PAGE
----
The interior of the cabin had changed dramatically. The walls were covered with posters, glowing in almost surreal colors as they interacted with a hidden ultraviolet light source. What areas of the wall were free of posters were adorned with psychedelic colors and designs. On top of all the rest, there was a multicolored light source, producing shapes that danced around the walls, floor and ceiling, their color and intensity varying and pulsating with the beat of the deafening music that filled the cabin. In the center of the room, Gandalf sat, his legs crossed, his hands on his knees, his back straight, but his body swaying to the music. Clearly, he was completely caught up in the sound and scenery that surrounded him.

Reichard entered and tried to make himself heard. As loud as the music was, he was utterly unsuccessful. After several attempts, at increasing volume, he stepped in front of his new roommate. Since Gandalf’s eyes were closed, presumably in ecstatic enjoyment of the music, Reichard reached forward and shook the man’s shoulder.

Gandalf’s eyes popped open, and a look of embarrassed astonishment covered his face. He waved his hand over the nearly featureless, palm sized object in his lap. Both the music and the scenery disappeared, the cabin returning to its usual status. "Hey, sorry, Kenny boy. Like, I wasn’t expecting you for a while. Hope I didn’t freak you with the display. You been a bad boy on the bridge, get your naughty little self sent to your room without your supper?"

Reichard shook his head, quietly amused by Gandalf’s remarks. Eccentric, he certainly was, but pleasantly so. "Not at all, Gandalf; I just decided that I’d see if you’d like a companion for supper. After being on the wreck, and wanting a roomie, it seemed to be a good bet."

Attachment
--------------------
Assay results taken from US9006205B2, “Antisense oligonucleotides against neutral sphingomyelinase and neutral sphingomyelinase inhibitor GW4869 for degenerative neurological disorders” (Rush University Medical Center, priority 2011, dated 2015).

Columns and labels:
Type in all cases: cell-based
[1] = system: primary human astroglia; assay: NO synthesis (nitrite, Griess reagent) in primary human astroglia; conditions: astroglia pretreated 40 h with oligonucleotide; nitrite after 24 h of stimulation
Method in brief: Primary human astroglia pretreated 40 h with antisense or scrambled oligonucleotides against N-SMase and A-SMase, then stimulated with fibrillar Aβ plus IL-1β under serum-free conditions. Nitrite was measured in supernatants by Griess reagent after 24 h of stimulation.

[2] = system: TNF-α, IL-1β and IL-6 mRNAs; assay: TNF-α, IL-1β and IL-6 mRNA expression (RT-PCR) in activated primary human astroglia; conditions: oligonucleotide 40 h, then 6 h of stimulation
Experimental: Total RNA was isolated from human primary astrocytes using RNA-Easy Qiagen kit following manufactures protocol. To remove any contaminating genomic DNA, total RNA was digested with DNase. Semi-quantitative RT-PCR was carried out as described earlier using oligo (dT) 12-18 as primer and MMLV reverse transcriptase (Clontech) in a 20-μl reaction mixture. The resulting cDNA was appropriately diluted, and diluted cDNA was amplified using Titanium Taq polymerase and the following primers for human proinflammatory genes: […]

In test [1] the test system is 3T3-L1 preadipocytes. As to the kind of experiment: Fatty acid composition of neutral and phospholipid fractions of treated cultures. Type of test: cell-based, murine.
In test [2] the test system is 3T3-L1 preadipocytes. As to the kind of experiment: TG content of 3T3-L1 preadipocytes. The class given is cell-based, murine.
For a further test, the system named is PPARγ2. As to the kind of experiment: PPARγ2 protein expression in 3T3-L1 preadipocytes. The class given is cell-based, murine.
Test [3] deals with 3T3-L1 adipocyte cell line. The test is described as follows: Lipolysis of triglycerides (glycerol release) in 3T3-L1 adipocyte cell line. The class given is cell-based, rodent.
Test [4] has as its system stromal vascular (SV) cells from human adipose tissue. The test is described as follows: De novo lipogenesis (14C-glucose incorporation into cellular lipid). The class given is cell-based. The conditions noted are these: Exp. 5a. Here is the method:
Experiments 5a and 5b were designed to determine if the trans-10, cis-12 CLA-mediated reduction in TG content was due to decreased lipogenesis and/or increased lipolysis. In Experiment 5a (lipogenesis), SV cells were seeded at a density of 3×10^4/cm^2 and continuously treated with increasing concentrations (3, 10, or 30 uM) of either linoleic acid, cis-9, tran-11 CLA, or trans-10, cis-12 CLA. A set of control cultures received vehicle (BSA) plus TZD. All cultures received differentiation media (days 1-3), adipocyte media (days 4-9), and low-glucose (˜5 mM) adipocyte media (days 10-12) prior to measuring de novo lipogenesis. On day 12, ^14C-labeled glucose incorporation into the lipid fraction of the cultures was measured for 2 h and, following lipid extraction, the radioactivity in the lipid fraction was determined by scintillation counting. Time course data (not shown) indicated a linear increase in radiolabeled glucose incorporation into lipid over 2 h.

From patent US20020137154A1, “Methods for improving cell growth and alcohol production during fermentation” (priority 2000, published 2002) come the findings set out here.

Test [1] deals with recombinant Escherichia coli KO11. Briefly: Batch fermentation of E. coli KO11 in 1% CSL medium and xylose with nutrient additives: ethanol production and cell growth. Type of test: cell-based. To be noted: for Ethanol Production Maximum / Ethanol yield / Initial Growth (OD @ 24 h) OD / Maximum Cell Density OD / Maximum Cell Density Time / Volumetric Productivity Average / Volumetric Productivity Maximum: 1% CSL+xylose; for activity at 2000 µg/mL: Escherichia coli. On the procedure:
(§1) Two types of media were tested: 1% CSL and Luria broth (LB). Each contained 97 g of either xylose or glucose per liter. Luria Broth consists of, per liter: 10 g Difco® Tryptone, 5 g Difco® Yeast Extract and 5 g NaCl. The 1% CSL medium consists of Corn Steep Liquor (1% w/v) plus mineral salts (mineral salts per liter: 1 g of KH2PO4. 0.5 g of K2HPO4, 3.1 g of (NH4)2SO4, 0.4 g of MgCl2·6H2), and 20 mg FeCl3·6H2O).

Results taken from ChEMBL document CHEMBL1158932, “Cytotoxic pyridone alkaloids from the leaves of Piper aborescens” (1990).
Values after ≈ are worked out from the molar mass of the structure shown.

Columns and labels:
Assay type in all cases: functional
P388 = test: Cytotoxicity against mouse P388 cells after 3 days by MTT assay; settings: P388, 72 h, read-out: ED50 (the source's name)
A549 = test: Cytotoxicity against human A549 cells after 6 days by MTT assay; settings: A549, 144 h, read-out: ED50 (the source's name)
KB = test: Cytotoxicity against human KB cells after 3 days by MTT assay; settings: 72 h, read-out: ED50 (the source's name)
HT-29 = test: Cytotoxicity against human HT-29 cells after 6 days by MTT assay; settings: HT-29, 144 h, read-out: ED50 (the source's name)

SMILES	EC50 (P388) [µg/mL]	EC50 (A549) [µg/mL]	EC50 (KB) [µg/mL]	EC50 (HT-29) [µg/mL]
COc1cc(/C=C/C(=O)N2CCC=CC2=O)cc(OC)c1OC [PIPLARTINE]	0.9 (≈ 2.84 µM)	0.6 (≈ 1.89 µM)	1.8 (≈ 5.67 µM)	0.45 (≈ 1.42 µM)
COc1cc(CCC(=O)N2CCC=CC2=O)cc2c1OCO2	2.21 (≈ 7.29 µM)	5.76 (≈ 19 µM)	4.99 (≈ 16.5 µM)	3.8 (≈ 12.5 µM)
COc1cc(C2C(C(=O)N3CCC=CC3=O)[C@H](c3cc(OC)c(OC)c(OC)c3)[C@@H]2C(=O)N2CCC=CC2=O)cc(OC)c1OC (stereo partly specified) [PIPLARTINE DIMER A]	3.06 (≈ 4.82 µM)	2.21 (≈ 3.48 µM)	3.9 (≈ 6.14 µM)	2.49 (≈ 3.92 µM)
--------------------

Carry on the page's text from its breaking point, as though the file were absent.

"Right on, brother! You are a man after my own heart. I could really dig it."

Reichard walked to the food dispenser. "Anything particular appeal?"

"I am dying for pizza and pop, bro, absolutely dying. What odds you giving me that gadget can do that for us?"

"Guaranteed, man, guaranteed. All we need to do is tell it what we want. What kind of pop, and how do you like your pizza?"

The vagabond stood up, clutching his little gadget. "Willing to take a chance on my cooking?"

"Just no anchovies, okay?"

"No problem there," Gandalf grinned. "Don’t like ‘em myself. Lessee..."

Reichard moved aside, letting his new companion operate the food dispenser and taking the time to study him. Although he had clearly showered, and his long hair was up in a ponytail, he was still in the same worn jeans, tie-dyed T-shirt, and sandals. At least, Reichard thought to himself, the clothes look freshly laundered. The being was thin, but looked wiry, and was unaccountably facile with the food dispenser. He almost looked and sounded like an escapee of one of the mid-twentieth century Hippie. Before the thought lead anywhere further, it was interrupted by a savory aroma from the dispenser.

"Soup is on, man!" Gandalf plopped on the floor, laying a large pizza in front of himself, stationing several canisters to one side. "Hug a hunk of rug and dig in."

Reichard didn’t wait for a second invitation. Opening one of the canisters, he settled down and grabbed a slice of pizza.

"Hey, Kenny, noticed you have a passel of stringed instruments hanging in your pad," Gandalf mumbled around a mouthful of pizza. "They just decorations or you play?"

Reichard swallowed before answering. "I suppose it’s a matter of opinion whether I play them, or play with them." He took another bite and chewed it contemplatively. "Mind you, I can play the music correctly enough, but somehow the results aren’t exactly what you’d call beautiful. The technical skills are all there, but something is still missing. Make sense?"

"Of course not. Haven’t heard you play." He took another swallow from his beverage. "What’s your bag?" Reichard’s puzzlement showed clearly. "Sorry, let me rephrase that. What is your preferred musical genre?"

"Classical guitar, mostly; some late twentieth century jazz and rock. Tried banjo, never amounted to much. The others—well, I play with them, sometimes, but they’re mostly a combination of decoration and wishful thinking."

Putting his slice of pizza down, Gandalf looked Reichard in the eye. "Um, look, Kenny boy, we have us one major communication gap, here. My question was a veiled invitation to whip one of those sets of strings off the wall and make it sing. Ditch the victuals and make melody, man."

Somewhat surprised but also a touch pleased by the request, Reichard took a guitar down. After a moment or two of tuning, he began to play from memory. Apparently entranced, Gandalf watched Reichard playing. As Reichard finished the piece, Gandalf shook his head.